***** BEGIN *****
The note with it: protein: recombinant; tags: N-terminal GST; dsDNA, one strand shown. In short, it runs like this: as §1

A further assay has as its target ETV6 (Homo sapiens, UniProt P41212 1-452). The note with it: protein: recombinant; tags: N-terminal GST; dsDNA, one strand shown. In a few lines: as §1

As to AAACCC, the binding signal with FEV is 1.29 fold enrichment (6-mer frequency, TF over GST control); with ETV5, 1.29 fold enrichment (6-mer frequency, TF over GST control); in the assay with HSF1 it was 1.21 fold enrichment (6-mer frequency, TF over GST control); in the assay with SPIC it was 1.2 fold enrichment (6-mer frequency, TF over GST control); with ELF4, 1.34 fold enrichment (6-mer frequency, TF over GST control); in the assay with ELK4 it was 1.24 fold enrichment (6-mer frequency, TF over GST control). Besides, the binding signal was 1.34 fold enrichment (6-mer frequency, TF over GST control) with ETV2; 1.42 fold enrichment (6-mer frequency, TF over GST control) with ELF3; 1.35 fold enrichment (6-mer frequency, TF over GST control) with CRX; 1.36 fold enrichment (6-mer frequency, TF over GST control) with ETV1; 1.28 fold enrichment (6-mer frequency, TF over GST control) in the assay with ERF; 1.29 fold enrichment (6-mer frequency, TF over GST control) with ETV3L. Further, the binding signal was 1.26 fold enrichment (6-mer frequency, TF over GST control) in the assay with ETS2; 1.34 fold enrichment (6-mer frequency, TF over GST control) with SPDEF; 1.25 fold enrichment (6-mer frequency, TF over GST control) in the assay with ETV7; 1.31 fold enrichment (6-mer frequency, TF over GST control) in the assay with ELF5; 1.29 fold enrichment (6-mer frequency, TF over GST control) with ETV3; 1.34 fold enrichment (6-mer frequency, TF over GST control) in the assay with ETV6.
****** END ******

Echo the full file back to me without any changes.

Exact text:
The note with it: protein: recombinant; tags: N-terminal GST; dsDNA, one strand shown. In short, it runs like this: as §1

A further assay has as its target ETV6 (Homo sapiens, UniProt P41212 1-452). The note with it: protein: recombinant; tags: N-terminal GST; dsDNA, one strand shown. In a few lines: as §1

As to AAACCC, the binding signal with FEV is 1.29 fold enrichment (6-mer frequency, TF over GST control); with ETV5, 1.29 fold enrichment (6-mer frequency, TF over GST control); in the assay with HSF1 it was 1.21 fold enrichment (6-mer frequency, TF over GST control); in the assay with SPIC it was 1.2 fold enrichment (6-mer frequency, TF over GST control); with ELF4, 1.34 fold enrichment (6-mer frequency, TF over GST control); in the assay with ELK4 it was 1.24 fold enrichment (6-mer frequency, TF over GST control). Besides, the binding signal was 1.34 fold enrichment (6-mer frequency, TF over GST control) with ETV2; 1.42 fold enrichment (6-mer frequency, TF over GST control) with ELF3; 1.35 fold enrichment (6-mer frequency, TF over GST control) with CRX; 1.36 fold enrichment (6-mer frequency, TF over GST control) with ETV1; 1.28 fold enrichment (6-mer frequency, TF over GST control) in the assay with ERF; 1.29 fold enrichment (6-mer frequency, TF over GST control) with ETV3L. Further, the binding signal was 1.26 fold enrichment (6-mer frequency, TF over GST control) in the assay with ETS2; 1.34 fold enrichment (6-mer frequency, TF over GST control) with SPDEF; 1.25 fold enrichment (6-mer frequency, TF over GST control) in the assay with ETV7; 1.31 fold enrichment (6-mer frequency, TF over GST control) in the assay with ELF5; 1.29 fold enrichment (6-mer frequency, TF over GST control) with ETV3; 1.34 fold enrichment (6-mer frequency, TF over GST control) in the assay with ETV6.